Maharashtra social justice minister Shivajirao Moghe on Wednesday introduced the Maharashtra Prevention and Eradication of Human Sacrifice and other Inhuman, Evil and Aghori Practices and Black Magic bill 2013 in the State legislative assembly.
The bill, commonly known as the Anti-Superstition Bill, was promulgated as an ordinance on August 24, four days after the assassination of rationalist Narendra Dabholkar.
The bill was drafted by Dr. Dabholkar and the Blind Faith Eradication Committee headed by him in 1990, but due to opposition from the Warkari sect, some religious groups and opposition parties in Maharashtra, the bill could not be passed.
Calling some provisions of the bill “ambiguous,” BJP State president Devendra Fadnavis said that many provisions in the bill were similar to that of the Indian Penal Code.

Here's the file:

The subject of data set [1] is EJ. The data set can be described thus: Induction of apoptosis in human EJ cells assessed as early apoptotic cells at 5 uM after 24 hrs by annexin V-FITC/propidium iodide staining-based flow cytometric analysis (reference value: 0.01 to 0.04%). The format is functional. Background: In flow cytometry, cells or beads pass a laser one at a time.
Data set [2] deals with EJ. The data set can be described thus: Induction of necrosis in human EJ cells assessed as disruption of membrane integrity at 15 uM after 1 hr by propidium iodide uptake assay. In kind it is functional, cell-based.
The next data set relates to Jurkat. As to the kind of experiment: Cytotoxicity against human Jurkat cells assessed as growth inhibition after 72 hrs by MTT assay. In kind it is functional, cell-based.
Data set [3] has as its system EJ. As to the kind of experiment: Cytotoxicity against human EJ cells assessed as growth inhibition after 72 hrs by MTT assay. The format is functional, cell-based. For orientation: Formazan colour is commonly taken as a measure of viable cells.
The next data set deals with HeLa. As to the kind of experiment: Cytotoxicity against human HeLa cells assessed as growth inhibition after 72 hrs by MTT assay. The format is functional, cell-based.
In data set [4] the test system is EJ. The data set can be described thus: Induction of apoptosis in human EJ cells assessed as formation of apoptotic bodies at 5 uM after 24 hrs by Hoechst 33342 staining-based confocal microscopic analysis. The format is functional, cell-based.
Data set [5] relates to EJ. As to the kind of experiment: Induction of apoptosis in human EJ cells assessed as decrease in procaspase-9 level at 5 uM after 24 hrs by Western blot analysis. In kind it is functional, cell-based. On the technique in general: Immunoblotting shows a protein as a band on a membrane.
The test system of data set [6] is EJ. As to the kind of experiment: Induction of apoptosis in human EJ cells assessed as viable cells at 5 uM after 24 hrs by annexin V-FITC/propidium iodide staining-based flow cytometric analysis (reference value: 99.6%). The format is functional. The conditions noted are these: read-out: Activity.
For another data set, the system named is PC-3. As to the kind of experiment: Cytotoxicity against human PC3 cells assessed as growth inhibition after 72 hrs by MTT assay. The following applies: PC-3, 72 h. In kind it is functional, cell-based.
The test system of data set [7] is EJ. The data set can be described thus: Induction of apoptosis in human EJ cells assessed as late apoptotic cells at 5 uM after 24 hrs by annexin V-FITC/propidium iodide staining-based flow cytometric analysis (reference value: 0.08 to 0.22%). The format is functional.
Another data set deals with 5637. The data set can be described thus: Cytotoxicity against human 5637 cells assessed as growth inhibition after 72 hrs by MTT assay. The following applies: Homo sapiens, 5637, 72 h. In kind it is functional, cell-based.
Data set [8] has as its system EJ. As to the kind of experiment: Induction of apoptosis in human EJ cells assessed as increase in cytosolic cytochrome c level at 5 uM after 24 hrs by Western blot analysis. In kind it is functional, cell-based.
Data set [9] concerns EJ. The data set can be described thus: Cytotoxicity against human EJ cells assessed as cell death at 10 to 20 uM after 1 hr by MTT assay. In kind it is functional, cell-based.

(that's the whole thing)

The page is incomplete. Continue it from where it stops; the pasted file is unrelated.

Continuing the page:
“The government is rushing this bill in the garb of progressiveness. The bill should be sent to the select committee with a time-bound programme. This bill will be complete and comprehensive only if the government includes all the amendments proposed by the opposition,” claimed Mr. Fadnavis.
Accusing some elements of spreading rumours regarding the bill, NCP leader Nawab Malik said the bill was not “anti-Hindu or Anti-Muslim” as had been rumoured.
Shiv Sena leader Shubhash Desai objected to some provisions of the bill and said his party would oppose it in its present form.